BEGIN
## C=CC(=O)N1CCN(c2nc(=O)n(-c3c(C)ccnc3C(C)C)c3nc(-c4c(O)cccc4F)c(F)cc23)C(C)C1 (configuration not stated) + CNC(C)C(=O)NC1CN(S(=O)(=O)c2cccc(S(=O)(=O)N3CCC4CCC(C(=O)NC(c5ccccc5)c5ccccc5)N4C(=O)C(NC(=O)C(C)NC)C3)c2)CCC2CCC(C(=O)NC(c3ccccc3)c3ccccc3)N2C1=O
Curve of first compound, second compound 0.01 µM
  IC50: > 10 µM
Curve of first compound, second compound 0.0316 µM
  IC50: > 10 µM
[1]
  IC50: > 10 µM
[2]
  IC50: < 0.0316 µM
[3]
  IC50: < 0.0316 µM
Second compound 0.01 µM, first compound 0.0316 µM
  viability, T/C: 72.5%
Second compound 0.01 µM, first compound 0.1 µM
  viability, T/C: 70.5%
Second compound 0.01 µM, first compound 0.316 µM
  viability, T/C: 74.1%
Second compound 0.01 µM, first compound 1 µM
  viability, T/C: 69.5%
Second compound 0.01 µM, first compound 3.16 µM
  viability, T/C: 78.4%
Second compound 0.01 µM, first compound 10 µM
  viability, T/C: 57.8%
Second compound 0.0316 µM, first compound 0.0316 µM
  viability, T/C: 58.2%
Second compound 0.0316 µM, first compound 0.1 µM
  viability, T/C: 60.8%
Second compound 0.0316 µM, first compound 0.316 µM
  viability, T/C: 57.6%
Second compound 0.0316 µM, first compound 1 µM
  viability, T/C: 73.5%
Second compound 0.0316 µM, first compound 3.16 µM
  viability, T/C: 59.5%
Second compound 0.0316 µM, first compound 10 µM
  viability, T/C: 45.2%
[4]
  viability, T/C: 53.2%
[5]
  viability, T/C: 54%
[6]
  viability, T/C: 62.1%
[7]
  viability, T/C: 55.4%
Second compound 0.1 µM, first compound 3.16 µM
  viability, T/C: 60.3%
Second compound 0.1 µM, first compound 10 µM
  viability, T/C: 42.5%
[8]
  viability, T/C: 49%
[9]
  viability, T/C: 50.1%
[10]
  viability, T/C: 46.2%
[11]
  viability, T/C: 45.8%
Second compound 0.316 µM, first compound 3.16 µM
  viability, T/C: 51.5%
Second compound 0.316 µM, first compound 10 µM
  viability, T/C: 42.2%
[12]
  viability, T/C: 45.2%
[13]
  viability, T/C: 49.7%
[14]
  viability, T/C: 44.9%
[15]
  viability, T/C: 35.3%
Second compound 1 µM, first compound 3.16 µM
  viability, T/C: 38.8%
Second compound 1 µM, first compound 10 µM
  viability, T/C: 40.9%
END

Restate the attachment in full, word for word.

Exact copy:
## C=CC(=O)N1CCN(c2nc(=O)n(-c3c(C)ccnc3C(C)C)c3nc(-c4c(O)cccc4F)c(F)cc23)C(C)C1 (configuration not stated) + CNC(C)C(=O)NC1CN(S(=O)(=O)c2cccc(S(=O)(=O)N3CCC4CCC(C(=O)NC(c5ccccc5)c5ccccc5)N4C(=O)C(NC(=O)C(C)NC)C3)c2)CCC2CCC(C(=O)NC(c3ccccc3)c3ccccc3)N2C1=O
Curve of first compound, second compound 0.01 µM
  IC50: > 10 µM
Curve of first compound, second compound 0.0316 µM
  IC50: > 10 µM
[1]
  IC50: > 10 µM
[2]
  IC50: < 0.0316 µM
[3]
  IC50: < 0.0316 µM
Second compound 0.01 µM, first compound 0.0316 µM
  viability, T/C: 72.5%
Second compound 0.01 µM, first compound 0.1 µM
  viability, T/C: 70.5%
Second compound 0.01 µM, first compound 0.316 µM
  viability, T/C: 74.1%
Second compound 0.01 µM, first compound 1 µM
  viability, T/C: 69.5%
Second compound 0.01 µM, first compound 3.16 µM
  viability, T/C: 78.4%
Second compound 0.01 µM, first compound 10 µM
  viability, T/C: 57.8%
Second compound 0.0316 µM, first compound 0.0316 µM
  viability, T/C: 58.2%
Second compound 0.0316 µM, first compound 0.1 µM
  viability, T/C: 60.8%
Second compound 0.0316 µM, first compound 0.316 µM
  viability, T/C: 57.6%
Second compound 0.0316 µM, first compound 1 µM
  viability, T/C: 73.5%
Second compound 0.0316 µM, first compound 3.16 µM
  viability, T/C: 59.5%
Second compound 0.0316 µM, first compound 10 µM
  viability, T/C: 45.2%
[4]
  viability, T/C: 53.2%
[5]
  viability, T/C: 54%
[6]
  viability, T/C: 62.1%
[7]
  viability, T/C: 55.4%
Second compound 0.1 µM, first compound 3.16 µM
  viability, T/C: 60.3%
Second compound 0.1 µM, first compound 10 µM
  viability, T/C: 42.5%
[8]
  viability, T/C: 49%
[9]
  viability, T/C: 50.1%
[10]
  viability, T/C: 46.2%
[11]
  viability, T/C: 45.8%
Second compound 0.316 µM, first compound 3.16 µM
  viability, T/C: 51.5%
Second compound 0.316 µM, first compound 10 µM
  viability, T/C: 42.2%
[12]
  viability, T/C: 45.2%
[13]
  viability, T/C: 49.7%
[14]
  viability, T/C: 44.9%
[15]
  viability, T/C: 35.3%
Second compound 1 µM, first compound 3.16 µM
  viability, T/C: 38.8%
Second compound 1 µM, first compound 10 µM
  viability, T/C: 40.9%